A Christmas Song

By Norman Williams Norman Williams
Christmas is coming. The goose is getting fat
                        Please put a penny in the old man’s hat.
                        If you haven’t got a penny, a ha’penny will do.
                        If you haven’t got a ha’penny, Gold bless you.

Tonight the wide, wet flakes of snow
Drift down like Christmas suicides,
Layering the eaves and boughs until
The landscape seems transformed, as from
A night of talk or love. I’ve come
From cankered ports and railroad hubs
To winter in a northern state:
Three months of wind and little light.
Wood split, flue cleaned, and ashes hauled,
I am now proof against the cold
And make a place before the stove.
Mired fast in middle age, possessed
Of staved-in barn and brambled lot,
I think of that fierce-minded woman
Whom I loved, painting in a small,
Unheated room, or of a friend,
Sharp-ribbed from poverty, who framed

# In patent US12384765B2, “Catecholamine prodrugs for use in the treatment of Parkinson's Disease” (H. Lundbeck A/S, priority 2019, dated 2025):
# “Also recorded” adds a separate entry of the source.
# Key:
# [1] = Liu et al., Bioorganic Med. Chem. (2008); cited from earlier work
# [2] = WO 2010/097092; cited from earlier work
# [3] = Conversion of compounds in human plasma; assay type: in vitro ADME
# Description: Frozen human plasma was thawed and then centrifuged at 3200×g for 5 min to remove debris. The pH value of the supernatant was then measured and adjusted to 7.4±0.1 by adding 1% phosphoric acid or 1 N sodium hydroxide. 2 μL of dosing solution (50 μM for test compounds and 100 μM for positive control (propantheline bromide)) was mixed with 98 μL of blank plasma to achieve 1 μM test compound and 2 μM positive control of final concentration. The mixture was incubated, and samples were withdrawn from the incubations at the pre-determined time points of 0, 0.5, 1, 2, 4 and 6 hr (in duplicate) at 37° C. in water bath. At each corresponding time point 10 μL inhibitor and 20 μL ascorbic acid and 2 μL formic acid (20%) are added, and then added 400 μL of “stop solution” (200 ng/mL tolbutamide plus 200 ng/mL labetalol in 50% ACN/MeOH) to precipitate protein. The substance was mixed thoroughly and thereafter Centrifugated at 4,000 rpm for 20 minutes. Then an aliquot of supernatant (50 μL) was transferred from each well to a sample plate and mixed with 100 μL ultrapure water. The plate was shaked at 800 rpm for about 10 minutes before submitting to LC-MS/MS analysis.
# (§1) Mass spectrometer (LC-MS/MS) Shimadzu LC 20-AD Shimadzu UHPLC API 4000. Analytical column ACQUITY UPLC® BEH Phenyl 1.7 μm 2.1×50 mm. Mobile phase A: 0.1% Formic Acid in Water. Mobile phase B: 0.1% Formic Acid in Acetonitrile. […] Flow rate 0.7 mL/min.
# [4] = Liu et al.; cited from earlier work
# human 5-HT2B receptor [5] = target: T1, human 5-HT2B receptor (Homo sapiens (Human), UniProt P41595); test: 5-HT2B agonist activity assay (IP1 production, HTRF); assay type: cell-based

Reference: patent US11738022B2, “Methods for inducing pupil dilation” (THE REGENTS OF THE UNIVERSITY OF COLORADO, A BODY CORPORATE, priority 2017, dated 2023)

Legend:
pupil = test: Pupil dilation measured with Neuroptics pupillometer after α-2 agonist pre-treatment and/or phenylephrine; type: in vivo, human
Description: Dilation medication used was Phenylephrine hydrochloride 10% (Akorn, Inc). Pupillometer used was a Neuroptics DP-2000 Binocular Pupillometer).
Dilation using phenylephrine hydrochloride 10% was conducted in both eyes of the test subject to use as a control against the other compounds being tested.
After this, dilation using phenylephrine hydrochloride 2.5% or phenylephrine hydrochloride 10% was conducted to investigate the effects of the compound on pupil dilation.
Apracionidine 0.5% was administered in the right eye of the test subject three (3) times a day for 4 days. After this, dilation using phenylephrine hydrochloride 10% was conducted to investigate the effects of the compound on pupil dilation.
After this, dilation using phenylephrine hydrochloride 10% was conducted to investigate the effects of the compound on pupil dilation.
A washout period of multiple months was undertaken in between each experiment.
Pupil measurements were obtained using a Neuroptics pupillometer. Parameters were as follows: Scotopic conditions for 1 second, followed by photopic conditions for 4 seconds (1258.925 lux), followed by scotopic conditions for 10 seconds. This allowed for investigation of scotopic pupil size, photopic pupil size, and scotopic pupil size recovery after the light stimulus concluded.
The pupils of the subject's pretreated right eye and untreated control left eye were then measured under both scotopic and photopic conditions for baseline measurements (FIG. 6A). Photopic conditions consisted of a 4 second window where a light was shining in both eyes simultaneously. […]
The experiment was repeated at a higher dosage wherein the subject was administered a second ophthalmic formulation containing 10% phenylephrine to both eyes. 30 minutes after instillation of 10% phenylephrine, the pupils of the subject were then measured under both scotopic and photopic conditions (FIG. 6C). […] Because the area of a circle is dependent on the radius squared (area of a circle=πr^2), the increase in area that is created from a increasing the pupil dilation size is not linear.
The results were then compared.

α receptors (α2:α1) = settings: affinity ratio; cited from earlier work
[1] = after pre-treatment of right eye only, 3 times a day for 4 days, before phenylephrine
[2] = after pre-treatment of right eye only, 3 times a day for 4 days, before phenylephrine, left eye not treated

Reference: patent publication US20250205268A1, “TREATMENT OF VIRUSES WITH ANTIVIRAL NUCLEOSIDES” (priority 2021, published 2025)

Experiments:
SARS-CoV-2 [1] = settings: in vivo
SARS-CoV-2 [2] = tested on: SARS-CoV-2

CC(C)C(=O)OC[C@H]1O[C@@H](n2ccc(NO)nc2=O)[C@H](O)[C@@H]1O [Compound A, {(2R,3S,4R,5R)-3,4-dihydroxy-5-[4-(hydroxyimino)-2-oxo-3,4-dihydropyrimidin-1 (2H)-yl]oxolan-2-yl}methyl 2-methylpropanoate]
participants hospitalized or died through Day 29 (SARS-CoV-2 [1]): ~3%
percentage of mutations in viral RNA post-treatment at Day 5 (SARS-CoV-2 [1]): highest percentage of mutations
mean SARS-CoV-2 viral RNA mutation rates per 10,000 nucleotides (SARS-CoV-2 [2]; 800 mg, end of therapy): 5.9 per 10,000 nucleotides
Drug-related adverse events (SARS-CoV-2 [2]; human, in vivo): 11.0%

And fitted out his house by hand
And writes each night by kerosene.
I think, that is, of others who
Withdrew from commerce and the world
To work for joy instead of gain.
O would that I could gather them
This Yuletide, and shower them with coins.

“A Christmas Song” from One Unblinking Eye by Norman Williams. Published in 2003 by Swallow Press/Ohio University Press, Athens Ohio (www.ohioswallow.com).

Source: One Blinking Eye (Ohio University Press, 2003)

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Poet Norman Williams

POET’S REGION U.S., New England

Subjects Nature, Winter, Social Commentaries, Money & Economics

Holidays Christmas

Poetic Terms Free Verse

Biography

An attorney in Burlington, Vermont, Norman Williams earned a BA from the University of Colorado in 1974 and a JD from Yale University in 1979. He is the author of the poetry collections The Unlovely Child: Poems (1985) and One Unblinking Eye (2003). He has received an Ingram Merrill Fellowship, an Amy Lowell Fellowship, and an award from the American Academy of Arts and Letters. The Unlovely Child won the I.B. Lavan Award. Poet . . .

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Poem Categorization

SUBJECT Nature, Winter, Social Commentaries, Money & Economics

POET’S REGION U.S., New England

Poetic Terms Free Verse

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Originally appeared in Poetry magazine.

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